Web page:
Don’t Ask: Does it Work?

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There is currently no cure for most chronic health conditions so treatments are focused on reducing symptoms.

I live with a condition called dystonia, a painful neurological movement disorder. Like many other conditions, dystonia symptoms are highly variable, as are treatments. A treatment that helps one may not help another, or help as much, so there is no cookie cutter approach.

Thus, finding the right treatment/symptom management program can take some trial and error…and the right questions.

Whatever your treatment of choice, it is important to know beforehand how you will evaluate its usefulness; in other words, your expectations. When discussing a particular treatment, I often hear people ask, “Does it work?” This is a vague question.

“Work” in what way? Reduce specific symptoms, reduce or eliminate pain, eliminate dystonia (or whatever condition) altogether?

Anything might “work” so we need to be more specific to satisfy our personal definition of the word “work.” Plus, what works for one may not work for someone else so we have to experiment to find what is best for us based on our desired outcome.

Perhaps a better question is, “Does it help?” Better yet, asking something even more specific such as “Does it reduce pain?” or “Does it ease muscle contractions?” would be more appropriate. We all experience similar symptoms, but what is most significant to us differs. Thus, our questions should pertain to the specific symptom we are most concerned about.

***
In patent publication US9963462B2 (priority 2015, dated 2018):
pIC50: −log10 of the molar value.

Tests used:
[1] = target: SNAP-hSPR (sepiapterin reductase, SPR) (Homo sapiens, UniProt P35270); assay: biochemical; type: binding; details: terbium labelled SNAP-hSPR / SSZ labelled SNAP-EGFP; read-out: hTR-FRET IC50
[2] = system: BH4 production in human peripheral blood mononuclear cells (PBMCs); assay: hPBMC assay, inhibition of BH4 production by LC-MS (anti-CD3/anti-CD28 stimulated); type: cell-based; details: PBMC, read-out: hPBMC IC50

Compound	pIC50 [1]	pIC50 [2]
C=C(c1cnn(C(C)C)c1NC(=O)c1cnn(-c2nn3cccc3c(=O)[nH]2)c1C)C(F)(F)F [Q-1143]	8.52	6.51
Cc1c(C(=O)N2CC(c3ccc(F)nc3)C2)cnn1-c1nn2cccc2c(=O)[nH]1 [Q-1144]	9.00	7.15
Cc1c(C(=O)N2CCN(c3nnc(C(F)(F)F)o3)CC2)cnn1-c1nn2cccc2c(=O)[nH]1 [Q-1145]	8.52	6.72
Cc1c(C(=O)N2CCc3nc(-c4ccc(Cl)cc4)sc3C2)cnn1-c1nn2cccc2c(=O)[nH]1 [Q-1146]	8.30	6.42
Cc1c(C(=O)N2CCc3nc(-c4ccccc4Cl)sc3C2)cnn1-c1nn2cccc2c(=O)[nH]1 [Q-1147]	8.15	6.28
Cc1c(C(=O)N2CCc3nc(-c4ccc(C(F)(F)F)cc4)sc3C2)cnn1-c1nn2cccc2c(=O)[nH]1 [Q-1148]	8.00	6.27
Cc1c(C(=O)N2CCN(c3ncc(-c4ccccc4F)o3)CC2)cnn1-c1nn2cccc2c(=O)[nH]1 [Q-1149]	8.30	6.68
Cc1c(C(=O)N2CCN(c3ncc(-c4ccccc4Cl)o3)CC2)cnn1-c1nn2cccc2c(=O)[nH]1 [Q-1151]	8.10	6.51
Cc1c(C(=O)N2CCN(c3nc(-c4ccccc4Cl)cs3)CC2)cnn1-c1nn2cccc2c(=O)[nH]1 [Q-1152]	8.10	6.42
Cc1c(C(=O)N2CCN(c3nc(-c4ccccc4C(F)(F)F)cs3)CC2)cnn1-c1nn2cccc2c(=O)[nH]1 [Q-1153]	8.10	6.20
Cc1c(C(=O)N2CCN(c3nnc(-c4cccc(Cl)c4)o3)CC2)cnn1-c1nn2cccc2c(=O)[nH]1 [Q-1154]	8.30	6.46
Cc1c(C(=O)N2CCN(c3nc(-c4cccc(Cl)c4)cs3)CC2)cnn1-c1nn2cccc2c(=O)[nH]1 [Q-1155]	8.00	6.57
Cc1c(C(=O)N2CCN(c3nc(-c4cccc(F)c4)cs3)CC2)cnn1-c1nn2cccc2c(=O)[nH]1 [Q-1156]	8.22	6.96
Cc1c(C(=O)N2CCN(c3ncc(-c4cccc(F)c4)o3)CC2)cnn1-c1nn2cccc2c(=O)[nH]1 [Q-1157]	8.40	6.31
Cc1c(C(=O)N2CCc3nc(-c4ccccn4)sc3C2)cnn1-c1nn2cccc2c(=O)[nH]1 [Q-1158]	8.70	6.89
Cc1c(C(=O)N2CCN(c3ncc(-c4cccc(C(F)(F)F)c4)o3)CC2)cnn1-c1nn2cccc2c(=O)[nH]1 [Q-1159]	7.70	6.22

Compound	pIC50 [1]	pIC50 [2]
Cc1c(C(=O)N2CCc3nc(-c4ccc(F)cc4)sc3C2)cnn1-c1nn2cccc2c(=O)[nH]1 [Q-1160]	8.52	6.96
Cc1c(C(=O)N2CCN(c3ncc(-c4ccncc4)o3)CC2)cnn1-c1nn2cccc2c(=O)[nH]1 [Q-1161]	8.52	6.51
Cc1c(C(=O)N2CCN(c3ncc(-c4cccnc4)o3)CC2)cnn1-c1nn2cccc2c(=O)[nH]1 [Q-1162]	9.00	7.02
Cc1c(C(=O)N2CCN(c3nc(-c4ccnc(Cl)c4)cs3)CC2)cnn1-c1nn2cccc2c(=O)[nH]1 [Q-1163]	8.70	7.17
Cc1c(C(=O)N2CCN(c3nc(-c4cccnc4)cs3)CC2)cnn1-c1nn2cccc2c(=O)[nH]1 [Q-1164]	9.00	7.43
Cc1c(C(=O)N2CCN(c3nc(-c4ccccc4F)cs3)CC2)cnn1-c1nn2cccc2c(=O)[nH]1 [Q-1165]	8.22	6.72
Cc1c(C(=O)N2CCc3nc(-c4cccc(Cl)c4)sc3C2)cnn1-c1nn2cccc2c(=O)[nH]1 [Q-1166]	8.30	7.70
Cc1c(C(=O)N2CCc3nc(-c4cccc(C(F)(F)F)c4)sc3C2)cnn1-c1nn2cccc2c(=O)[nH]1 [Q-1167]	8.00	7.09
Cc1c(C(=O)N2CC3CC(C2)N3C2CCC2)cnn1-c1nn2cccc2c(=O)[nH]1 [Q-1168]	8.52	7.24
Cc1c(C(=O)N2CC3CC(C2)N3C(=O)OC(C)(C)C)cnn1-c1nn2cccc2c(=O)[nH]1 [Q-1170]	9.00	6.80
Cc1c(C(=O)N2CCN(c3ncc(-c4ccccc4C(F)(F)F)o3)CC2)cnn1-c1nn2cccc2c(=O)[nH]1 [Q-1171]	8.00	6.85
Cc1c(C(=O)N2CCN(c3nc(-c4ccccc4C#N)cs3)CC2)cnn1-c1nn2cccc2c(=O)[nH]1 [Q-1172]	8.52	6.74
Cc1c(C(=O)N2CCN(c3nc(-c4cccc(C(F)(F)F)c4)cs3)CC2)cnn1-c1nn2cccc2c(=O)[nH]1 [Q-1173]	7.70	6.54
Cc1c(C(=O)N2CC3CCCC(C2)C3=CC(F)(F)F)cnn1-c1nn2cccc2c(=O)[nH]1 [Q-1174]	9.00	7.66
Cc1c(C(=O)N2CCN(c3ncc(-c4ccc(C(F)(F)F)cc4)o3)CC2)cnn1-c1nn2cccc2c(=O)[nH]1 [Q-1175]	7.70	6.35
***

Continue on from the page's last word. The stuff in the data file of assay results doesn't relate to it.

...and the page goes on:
“Does it work?” doesn’t fit the bill.

Every treatment and symptom management protocol available to us has the potential of helping so it is best to be open-minded to every possibility. If we get 20% help from one treatment, 10% from another, and 15% from another, it starts to add up. Use anything and everything that helps.

Also keep in mind that just because something has not been approved as a treatment for your particular condition does not mean it is ineffective. There are plenty of FDA approved treatments that are ineffective for some of us, just as there are treatments not approved that are helpful, so this standard is not absolute. This being the case, especially with all of the complex disorders people live with, every single thing that may help manage our symptoms deserves our attention.

It is just so important to ask the right questions, and ask them in the context of what you, as a unique individual, are experiencing.

Tom Seaman Headshot (2)About the Author: Tom Seaman is a dystonia awareness advocate and certified professional life coach in the area of health and wellness. He is also the author of the book, Diagnosis Dystonia: Navigating the Journey (2015). To learn more about Tom and get a copy of his book, visit www.diagnosisdystonia.com. Follow him on Twitter: @dystoniabook1

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